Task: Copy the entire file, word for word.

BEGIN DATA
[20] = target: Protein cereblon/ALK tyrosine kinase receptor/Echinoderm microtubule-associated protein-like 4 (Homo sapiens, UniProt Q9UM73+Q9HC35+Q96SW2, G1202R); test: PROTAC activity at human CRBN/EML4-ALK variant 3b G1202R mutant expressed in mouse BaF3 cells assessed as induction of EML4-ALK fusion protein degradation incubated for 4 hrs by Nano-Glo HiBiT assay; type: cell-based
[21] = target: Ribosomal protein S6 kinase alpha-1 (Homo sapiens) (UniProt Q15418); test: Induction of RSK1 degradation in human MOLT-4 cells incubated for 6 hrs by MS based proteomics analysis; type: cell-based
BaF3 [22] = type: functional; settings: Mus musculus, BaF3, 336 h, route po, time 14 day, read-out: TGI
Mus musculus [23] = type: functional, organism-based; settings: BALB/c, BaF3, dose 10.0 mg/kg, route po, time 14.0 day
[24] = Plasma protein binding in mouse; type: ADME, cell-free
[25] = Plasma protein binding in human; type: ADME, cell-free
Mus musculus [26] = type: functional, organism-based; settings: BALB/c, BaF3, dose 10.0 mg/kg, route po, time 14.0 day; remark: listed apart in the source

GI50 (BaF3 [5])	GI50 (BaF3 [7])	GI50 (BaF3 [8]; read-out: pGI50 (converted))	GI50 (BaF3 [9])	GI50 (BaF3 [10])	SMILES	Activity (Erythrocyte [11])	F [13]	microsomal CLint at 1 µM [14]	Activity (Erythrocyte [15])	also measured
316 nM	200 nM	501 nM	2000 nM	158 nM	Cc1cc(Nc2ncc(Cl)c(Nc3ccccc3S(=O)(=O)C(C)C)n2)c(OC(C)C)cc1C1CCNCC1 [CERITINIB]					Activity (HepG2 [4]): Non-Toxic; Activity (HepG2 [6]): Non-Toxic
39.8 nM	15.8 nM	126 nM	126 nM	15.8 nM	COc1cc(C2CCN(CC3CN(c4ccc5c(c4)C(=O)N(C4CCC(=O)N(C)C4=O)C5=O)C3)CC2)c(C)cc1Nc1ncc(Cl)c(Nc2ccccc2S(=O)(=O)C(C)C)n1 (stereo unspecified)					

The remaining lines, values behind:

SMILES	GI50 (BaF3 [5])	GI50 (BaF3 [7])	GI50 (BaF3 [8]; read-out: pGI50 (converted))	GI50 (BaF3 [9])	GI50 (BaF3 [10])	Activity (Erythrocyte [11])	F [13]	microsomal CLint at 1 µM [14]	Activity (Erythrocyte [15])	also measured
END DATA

[20] = target: Protein cereblon/ALK tyrosine kinase receptor/Echinoderm microtubule-associated protein-like 4 (Homo sapiens, UniProt Q9UM73+Q9HC35+Q96SW2, G1202R); test: PROTAC activity at human CRBN/EML4-ALK variant 3b G1202R mutant expressed in mouse BaF3 cells assessed as induction of EML4-ALK fusion protein degradation incubated for 4 hrs by Nano-Glo HiBiT assay; type: cell-based
[21] = target: Ribosomal protein S6 kinase alpha-1 (Homo sapiens) (UniProt Q15418); test: Induction of RSK1 degradation in human MOLT-4 cells incubated for 6 hrs by MS based proteomics analysis; type: cell-based
BaF3 [22] = type: functional; settings: Mus musculus, BaF3, 336 h, route po, time 14 day, read-out: TGI
Mus musculus [23] = type: functional, organism-based; settings: BALB/c, BaF3, dose 10.0 mg/kg, route po, time 14.0 day
[24] = Plasma protein binding in mouse; type: ADME, cell-free
[25] = Plasma protein binding in human; type: ADME, cell-free
Mus musculus [26] = type: functional, organism-based; settings: BALB/c, BaF3, dose 10.0 mg/kg, route po, time 14.0 day; remark: listed apart in the source

GI50 (BaF3 [5])	GI50 (BaF3 [7])	GI50 (BaF3 [8]; read-out: pGI50 (converted))	GI50 (BaF3 [9])	GI50 (BaF3 [10])	SMILES	Activity (Erythrocyte [11])	F [13]	microsomal CLint at 1 µM [14]	Activity (Erythrocyte [15])	also measured
316 nM	200 nM	501 nM	2000 nM	158 nM	Cc1cc(Nc2ncc(Cl)c(Nc3ccccc3S(=O)(=O)C(C)C)n2)c(OC(C)C)cc1C1CCNCC1 [CERITINIB]					Activity (HepG2 [4]): Non-Toxic; Activity (HepG2 [6]): Non-Toxic
39.8 nM	15.8 nM	126 nM	126 nM	15.8 nM	COc1cc(C2CCN(CC3CN(c4ccc5c(c4)C(=O)N(C4CCC(=O)N(C)C4=O)C5=O)C3)CC2)c(C)cc1Nc1ncc(Cl)c(Nc2ccccc2S(=O)(=O)C(C)C)n1 (stereo unspecified)					

The remaining lines, values behind:

SMILES	GI50 (BaF3 [5])	GI50 (BaF3 [7])	GI50 (BaF3 [8]; read-out: pGI50 (converted))	GI50 (BaF3 [9])	GI50 (BaF3 [10])	Activity (Erythrocyte [11])	F [13]	microsomal CLint at 1 µM [14]	Activity (Erythrocyte [15])	also measured